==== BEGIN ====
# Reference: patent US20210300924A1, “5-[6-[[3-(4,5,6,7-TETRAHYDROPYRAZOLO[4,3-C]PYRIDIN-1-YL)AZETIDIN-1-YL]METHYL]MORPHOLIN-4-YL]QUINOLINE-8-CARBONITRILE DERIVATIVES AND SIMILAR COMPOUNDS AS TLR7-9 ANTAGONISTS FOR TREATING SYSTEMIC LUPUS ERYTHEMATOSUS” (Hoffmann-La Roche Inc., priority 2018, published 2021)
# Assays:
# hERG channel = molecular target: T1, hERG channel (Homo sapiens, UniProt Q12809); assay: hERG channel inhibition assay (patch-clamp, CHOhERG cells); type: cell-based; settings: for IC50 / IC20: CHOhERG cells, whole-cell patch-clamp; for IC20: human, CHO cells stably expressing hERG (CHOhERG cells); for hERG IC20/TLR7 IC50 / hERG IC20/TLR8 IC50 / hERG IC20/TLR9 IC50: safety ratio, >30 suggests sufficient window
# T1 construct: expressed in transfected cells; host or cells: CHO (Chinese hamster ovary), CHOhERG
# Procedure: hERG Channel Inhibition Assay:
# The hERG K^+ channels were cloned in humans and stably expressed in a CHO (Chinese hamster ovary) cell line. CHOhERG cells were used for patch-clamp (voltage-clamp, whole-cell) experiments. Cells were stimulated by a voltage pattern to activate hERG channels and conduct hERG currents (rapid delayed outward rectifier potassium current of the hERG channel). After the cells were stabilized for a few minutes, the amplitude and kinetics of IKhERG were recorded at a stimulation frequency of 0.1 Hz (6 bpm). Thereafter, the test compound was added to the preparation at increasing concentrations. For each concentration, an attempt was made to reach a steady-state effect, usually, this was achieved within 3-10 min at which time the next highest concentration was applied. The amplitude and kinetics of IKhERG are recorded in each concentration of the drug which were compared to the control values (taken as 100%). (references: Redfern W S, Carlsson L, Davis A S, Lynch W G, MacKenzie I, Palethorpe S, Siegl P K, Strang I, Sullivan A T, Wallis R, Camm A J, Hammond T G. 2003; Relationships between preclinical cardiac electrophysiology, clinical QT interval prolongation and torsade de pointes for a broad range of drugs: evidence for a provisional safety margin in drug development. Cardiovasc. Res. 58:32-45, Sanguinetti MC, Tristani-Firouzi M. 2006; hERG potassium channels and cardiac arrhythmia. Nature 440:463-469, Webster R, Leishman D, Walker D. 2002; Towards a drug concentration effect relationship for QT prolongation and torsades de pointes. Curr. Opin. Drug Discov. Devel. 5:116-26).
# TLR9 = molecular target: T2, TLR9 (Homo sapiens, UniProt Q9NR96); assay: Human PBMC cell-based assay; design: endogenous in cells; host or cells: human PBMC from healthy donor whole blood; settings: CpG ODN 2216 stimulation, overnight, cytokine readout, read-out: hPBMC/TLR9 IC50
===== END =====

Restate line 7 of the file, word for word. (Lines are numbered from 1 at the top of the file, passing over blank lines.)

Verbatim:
# TLR9 = molecular target: T2, TLR9 (Homo sapiens, UniProt Q9NR96); assay: Human PBMC cell-based assay; design: endogenous in cells; host or cells: human PBMC from healthy donor whole blood; settings: CpG ODN 2216 stimulation, overnight, cytokine readout, read-out: hPBMC/TLR9 IC50